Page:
Entries Tagged 'Mary Jane' ↓

A new wind (smell) may be blowing over South Dakota in 2018

There are many stories circulating about the initiatives and referendums ‘circulating’ the state, but one seems to be standing out. I am hearing that ‘recreational’ marijuana is doing very well.

I have also personally opined that if rec gets on the ballot, it will pass. I wouldn’t even be surprised if it gets as high as 56% of the vote.

Besides the fact that people who smoke or have no problem with people who smoke voting for the initiative, there are many who don’t want to go through a prescription process to get the pain relief they need from a natural occurring drug. So who else would vote for rec use? Educators would get a dedicated 40% in revenue from the sale of the product. That could easily infuse over $20 million in the first year. There is also all the savings in law enforcement and incarceration, which should make police and state’s attorneys across our state very happy.

The only argument recently gaining steam against legal rec is ‘drug’ driving. Guess what, drinking and driving will still kill more people each year than any other kind of drug use. That and whether or not you are legally smoking and purchasing marijuana or not, just like drinking and driving, making it a legal product doesn’t change whether people will drive while using it.

Of course our last hurdle will be if our state legislature and AG will let this legally be put on the ballot, and if it passes, let it become state law. Like IM 22, if they override this, it would quite possibly be one of the stupidest things they have ever done (I know, where do we begin on that list).

Unlike Marsy’s Law and IM 22, the legislature, the citizens, the business community, and law enforcement best get ready, legal rec marijuana could be a stark reality next Fall in SD, instead of meddling with it or f’ing up this opportunity, let’s embrace it.

Would recreational Marijuana raise significant taxes for SD?

Damn right it would! And I suspect most of that tax revenue would come from out of state. Think about it. If South Dakota legalizes Recreational, we would be surrounded by 6 states that do not have it legalized. I actually think the state could easily raise $30-40 million in tax revenue in the first year. Of course our closed minded legislators (mostly Republican) don’t have a clue, just read this ridiculous quote from our Speaker of the House;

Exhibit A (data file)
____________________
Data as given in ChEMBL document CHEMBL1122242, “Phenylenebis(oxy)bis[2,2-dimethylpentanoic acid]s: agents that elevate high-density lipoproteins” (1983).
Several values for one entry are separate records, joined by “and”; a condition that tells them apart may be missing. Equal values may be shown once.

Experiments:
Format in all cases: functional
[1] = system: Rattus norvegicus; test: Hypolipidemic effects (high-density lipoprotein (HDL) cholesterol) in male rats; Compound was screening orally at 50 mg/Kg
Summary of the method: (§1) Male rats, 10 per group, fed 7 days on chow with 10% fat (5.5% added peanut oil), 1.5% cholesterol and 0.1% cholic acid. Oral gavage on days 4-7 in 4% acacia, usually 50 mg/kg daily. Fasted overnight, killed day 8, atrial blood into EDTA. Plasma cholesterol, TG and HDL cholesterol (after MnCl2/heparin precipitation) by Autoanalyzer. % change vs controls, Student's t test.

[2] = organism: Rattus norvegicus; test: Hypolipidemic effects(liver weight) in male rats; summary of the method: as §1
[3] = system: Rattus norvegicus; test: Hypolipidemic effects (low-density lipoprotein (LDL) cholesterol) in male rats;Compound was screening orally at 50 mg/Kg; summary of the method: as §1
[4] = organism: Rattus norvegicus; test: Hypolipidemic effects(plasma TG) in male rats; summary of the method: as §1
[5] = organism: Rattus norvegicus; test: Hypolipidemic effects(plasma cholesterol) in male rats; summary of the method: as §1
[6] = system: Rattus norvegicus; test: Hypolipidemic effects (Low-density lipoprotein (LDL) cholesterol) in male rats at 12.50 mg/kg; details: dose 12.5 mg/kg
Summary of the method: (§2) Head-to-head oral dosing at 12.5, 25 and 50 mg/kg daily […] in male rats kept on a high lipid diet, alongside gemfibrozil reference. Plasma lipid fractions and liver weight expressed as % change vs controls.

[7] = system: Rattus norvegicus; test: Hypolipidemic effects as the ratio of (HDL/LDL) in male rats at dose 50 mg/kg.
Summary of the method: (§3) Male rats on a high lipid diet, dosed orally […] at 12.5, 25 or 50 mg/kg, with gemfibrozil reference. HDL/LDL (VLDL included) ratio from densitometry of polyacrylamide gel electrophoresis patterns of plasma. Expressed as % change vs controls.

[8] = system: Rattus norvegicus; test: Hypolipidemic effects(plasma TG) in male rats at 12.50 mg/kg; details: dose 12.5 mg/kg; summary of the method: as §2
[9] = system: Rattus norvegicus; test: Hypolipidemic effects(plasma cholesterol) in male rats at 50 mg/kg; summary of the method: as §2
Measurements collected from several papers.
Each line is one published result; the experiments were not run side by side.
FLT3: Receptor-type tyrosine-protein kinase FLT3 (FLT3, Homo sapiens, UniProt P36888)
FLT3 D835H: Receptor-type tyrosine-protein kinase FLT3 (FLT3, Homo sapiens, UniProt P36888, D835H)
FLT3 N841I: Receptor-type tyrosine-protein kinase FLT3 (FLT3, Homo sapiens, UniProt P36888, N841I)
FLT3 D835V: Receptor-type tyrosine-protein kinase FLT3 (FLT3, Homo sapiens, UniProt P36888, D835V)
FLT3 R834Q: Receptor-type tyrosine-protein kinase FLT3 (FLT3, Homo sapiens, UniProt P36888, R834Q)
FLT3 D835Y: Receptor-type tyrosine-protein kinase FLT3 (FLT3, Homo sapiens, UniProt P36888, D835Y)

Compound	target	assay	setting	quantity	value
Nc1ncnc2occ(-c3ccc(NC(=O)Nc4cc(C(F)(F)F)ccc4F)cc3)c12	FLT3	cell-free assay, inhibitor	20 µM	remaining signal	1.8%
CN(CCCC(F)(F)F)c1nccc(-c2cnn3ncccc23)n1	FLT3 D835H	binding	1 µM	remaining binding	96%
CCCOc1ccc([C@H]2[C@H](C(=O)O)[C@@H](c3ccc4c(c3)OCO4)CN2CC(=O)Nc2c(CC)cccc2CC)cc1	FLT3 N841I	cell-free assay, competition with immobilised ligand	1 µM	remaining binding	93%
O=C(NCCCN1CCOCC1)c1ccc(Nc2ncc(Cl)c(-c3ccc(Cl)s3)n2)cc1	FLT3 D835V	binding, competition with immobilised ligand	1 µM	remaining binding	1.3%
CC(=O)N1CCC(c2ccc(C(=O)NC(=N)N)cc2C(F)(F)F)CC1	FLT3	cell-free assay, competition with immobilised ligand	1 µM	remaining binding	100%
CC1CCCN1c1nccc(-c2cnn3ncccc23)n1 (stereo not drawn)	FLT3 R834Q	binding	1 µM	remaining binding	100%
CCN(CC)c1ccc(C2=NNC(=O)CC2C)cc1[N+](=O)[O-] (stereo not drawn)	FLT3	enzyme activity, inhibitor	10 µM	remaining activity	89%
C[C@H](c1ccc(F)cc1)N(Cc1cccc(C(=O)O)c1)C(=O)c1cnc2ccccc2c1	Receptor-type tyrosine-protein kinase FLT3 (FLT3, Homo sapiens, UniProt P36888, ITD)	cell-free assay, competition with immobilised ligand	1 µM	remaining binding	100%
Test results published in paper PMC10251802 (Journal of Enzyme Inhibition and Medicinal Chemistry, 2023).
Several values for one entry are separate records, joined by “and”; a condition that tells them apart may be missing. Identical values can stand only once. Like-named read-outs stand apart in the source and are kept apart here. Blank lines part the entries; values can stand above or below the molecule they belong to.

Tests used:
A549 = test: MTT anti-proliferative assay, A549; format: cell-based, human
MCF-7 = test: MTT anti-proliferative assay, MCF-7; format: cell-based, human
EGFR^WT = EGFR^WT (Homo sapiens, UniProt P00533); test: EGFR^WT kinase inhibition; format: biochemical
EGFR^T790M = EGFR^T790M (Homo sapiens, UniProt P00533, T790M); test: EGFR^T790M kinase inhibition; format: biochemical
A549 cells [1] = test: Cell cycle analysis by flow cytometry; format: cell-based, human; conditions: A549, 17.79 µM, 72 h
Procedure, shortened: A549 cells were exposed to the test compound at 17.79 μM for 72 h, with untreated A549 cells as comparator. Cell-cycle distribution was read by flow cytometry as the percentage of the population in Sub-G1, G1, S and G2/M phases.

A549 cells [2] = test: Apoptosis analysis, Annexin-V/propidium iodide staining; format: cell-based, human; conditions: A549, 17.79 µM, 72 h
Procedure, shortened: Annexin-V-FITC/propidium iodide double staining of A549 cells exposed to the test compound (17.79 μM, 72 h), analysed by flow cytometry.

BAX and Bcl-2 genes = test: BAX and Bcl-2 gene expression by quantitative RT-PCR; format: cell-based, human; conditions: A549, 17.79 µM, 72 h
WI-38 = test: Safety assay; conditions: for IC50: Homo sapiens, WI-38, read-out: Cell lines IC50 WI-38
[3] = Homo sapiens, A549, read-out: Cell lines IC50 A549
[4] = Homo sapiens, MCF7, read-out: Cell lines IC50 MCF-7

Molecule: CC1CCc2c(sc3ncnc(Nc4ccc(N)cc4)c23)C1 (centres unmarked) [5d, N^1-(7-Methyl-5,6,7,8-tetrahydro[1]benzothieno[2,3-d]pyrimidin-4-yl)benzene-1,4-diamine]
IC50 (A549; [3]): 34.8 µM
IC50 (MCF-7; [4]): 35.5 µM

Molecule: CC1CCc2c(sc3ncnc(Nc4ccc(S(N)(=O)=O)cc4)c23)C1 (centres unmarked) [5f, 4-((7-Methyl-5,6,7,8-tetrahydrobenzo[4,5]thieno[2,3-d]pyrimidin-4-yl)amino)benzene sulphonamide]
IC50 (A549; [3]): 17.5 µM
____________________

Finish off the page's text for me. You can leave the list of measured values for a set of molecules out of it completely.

“Never. Absolutely not,” said South Dakota House Speaker Mark Mickelson, R-Sioux Falls. “Tax yourself for something you need, don’t tax someone else for their path to destruction.”

So I’m guessing next year Mr. Mickelson will be proposing removing taxes from alcohol, or even better yet making us a dry state to end it’s ‘destruction’ of our state. Hey, go a step further and get rid of video lottery also. Only Republicans think that it is okay to tax food, clothes and energy costs instead of a cash cow like REC marijuana. I think if this makes the ballot, it will pass by 56%. As a person who follows politics, I will say that REC marijuana is used by all stripes, Dems, Indies and Republicans. I also think that it HAS to pass by a good margin, otherwise our legislature will be making moves to overturn it. Just look at IM22. It’s time South Dakota moves into the 21st century and approves this important measure, that would improve education and save tax payers millions in legal costs.

What will be the (tribal land) repercussions of legalizing pot?

By Canby Huka, for Southdacola.com

While the Flandreau and Brookings police and the attorney general have been telling us about all the (criminal) ills of marijuana legalization on tribal land, I was curious if anyone with the tribe had concerns about what they were doing and any changes they would make when having a bunch of stoners wondering their campus.

I spoke with the tribes’ Robert Left Handed Pipe, he is in charge of monitoring the affect the marijuana use will have on visitors.

“I think one of our biggest concerns is whether or not we can still have all you can eat crab legs at the casino anymore. You, know, the ocean called, they want their crab legs back!”

Besides the binge eating, I asked him about the concerns of law enforcement that these people will be driving after toking up.

“Well you know Canby, we actually kind of got a chuckle out of that one. I guess the way I look at it, if you can’t even get the keys in the ignition of your car, it’s gonna be kind of hard to drive away. Our stuff is that good.”

So I asked Robert what kind of entertainment was going to be provided at the ‘smoker’s lounge’?

“We are using the bowling alley for our smoking lounge, so we intend to keep it as a bowling alley, think Big Lebowski, but without the White Russians. We are going to call it ‘Bowls & Bowling’.”

Robert also told me about other pre-cautions they will be taking including a Visine station at the exit and a booth for people who get paranoid and have an anxiety attack.

“We are going to put an interesting twist on it, it’s going to be a money booth similar to the casino, we figured if these people are freaking out, they might as well have fun with it, oh, and helmets will be provided.”

So while the regional law enforcement may have concerns about the tribal consumption of marijuana, the tribe is implementing their own precautions. Which left to my last question about the attorney general’s opinion that non-tribal members will not be able to purchase and consume the product on tribal land.

“We pretty much disagree with AG Jackboots on that opinion. In fact, we sent a letter to him expressing our dissatisfaction in his beliefs.”

I wondered how Jackboots took the letter, Robert responded, “Not sure, we signed it ‘Gueux Fukihannas Yulu’.” Which translates from Lakota to ‘Go F**k Yourself’.

Like the Attorney General’s concern over pot on tribal land in Flandreau, this article is also a joke.

One more step forward towards equality

You don’t have to come to DaCola to read about the Federal approval of Gay Marriage. But this is part of a bigger movement. The ACA was found to be constitutional once again, marriage equality, and now marijuana sales in Flandreau. The next big step is making marijuana legal nation wide.